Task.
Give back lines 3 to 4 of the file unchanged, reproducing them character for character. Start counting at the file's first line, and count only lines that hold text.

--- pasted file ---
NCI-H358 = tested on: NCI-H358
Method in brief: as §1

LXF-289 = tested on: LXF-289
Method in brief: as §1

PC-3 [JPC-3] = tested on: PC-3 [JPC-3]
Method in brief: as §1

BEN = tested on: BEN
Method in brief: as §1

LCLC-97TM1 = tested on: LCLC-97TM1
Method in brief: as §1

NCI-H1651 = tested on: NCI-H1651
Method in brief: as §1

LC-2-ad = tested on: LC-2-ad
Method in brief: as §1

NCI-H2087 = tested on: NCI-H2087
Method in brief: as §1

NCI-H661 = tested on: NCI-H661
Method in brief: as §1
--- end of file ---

LXF-289 = tested on: LXF-289
Method in brief: as §1